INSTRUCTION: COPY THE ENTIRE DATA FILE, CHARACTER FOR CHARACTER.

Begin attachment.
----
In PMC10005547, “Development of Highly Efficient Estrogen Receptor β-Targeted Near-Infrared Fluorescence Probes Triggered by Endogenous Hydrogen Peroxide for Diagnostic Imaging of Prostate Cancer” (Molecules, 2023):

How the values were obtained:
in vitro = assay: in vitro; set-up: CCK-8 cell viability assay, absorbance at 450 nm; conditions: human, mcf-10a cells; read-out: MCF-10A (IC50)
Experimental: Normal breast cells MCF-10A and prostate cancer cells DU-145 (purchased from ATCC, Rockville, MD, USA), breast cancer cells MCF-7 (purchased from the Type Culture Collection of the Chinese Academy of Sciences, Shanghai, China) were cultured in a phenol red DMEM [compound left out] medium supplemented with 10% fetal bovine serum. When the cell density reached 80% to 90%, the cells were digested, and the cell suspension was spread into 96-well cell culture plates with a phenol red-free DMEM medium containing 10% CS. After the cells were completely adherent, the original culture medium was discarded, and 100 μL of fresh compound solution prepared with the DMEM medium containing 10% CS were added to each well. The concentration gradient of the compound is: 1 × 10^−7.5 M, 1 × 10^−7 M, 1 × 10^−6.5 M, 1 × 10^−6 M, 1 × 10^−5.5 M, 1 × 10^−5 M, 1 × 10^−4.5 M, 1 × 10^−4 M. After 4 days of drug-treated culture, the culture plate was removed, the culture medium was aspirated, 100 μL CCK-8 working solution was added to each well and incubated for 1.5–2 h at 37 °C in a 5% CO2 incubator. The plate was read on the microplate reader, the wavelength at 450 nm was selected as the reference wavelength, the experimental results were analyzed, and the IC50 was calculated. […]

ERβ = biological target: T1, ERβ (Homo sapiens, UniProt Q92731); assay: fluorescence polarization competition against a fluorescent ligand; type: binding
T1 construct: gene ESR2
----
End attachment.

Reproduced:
In PMC10005547, “Development of Highly Efficient Estrogen Receptor β-Targeted Near-Infrared Fluorescence Probes Triggered by Endogenous Hydrogen Peroxide for Diagnostic Imaging of Prostate Cancer” (Molecules, 2023):

How the values were obtained:
in vitro = assay: in vitro; set-up: CCK-8 cell viability assay, absorbance at 450 nm; conditions: human, mcf-10a cells; read-out: MCF-10A (IC50)
Experimental: Normal breast cells MCF-10A and prostate cancer cells DU-145 (purchased from ATCC, Rockville, MD, USA), breast cancer cells MCF-7 (purchased from the Type Culture Collection of the Chinese Academy of Sciences, Shanghai, China) were cultured in a phenol red DMEM [compound left out] medium supplemented with 10% fetal bovine serum. When the cell density reached 80% to 90%, the cells were digested, and the cell suspension was spread into 96-well cell culture plates with a phenol red-free DMEM medium containing 10% CS. After the cells were completely adherent, the original culture medium was discarded, and 100 μL of fresh compound solution prepared with the DMEM medium containing 10% CS were added to each well. The concentration gradient of the compound is: 1 × 10^−7.5 M, 1 × 10^−7 M, 1 × 10^−6.5 M, 1 × 10^−6 M, 1 × 10^−5.5 M, 1 × 10^−5 M, 1 × 10^−4.5 M, 1 × 10^−4 M. After 4 days of drug-treated culture, the culture plate was removed, the culture medium was aspirated, 100 μL CCK-8 working solution was added to each well and incubated for 1.5–2 h at 37 °C in a 5% CO2 incubator. The plate was read on the microplate reader, the wavelength at 450 nm was selected as the reference wavelength, the experimental results were analyzed, and the IC50 was calculated. […]

ERβ = biological target: T1, ERβ (Homo sapiens, UniProt Q92731); assay: fluorescence polarization competition against a fluorescent ligand; type: binding
T1 construct: gene ESR2